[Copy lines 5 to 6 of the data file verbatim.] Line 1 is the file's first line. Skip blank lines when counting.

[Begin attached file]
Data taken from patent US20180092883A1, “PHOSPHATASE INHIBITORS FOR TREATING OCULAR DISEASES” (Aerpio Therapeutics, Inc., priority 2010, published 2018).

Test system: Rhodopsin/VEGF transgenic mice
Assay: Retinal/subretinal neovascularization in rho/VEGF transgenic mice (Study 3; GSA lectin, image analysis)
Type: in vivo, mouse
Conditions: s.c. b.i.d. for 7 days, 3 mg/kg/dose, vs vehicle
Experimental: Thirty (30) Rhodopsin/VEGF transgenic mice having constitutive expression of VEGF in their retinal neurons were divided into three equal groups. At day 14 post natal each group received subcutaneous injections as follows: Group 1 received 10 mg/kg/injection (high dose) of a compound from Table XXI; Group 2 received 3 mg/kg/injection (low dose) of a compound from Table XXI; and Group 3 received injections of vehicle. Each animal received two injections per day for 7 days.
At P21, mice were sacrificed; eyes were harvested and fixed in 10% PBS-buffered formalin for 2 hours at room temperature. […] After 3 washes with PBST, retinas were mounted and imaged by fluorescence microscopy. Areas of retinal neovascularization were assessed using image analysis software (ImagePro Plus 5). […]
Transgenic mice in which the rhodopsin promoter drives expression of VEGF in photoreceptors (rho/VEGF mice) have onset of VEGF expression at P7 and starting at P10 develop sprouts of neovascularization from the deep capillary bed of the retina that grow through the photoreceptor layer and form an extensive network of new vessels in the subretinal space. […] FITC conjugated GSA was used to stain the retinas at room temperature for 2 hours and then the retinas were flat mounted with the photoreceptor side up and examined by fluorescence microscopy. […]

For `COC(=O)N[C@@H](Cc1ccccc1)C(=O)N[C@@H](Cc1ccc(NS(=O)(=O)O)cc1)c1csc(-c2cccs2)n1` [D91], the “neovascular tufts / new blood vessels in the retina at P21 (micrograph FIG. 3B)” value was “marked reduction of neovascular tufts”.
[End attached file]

Conditions: s.c. b.i.d. for 7 days, 3 mg/kg/dose, vs vehicle
Experimental: Thirty (30) Rhodopsin/VEGF transgenic mice having constitutive expression of VEGF in their retinal neurons were divided into three equal groups. At day 14 post natal each group received subcutaneous injections as follows: Group 1 received 10 mg/kg/injection (high dose) of a compound from Table XXI; Group 2 received 3 mg/kg/injection (low dose) of a compound from Table XXI; and Group 3 received injections of vehicle. Each animal received two injections per day for 7 days.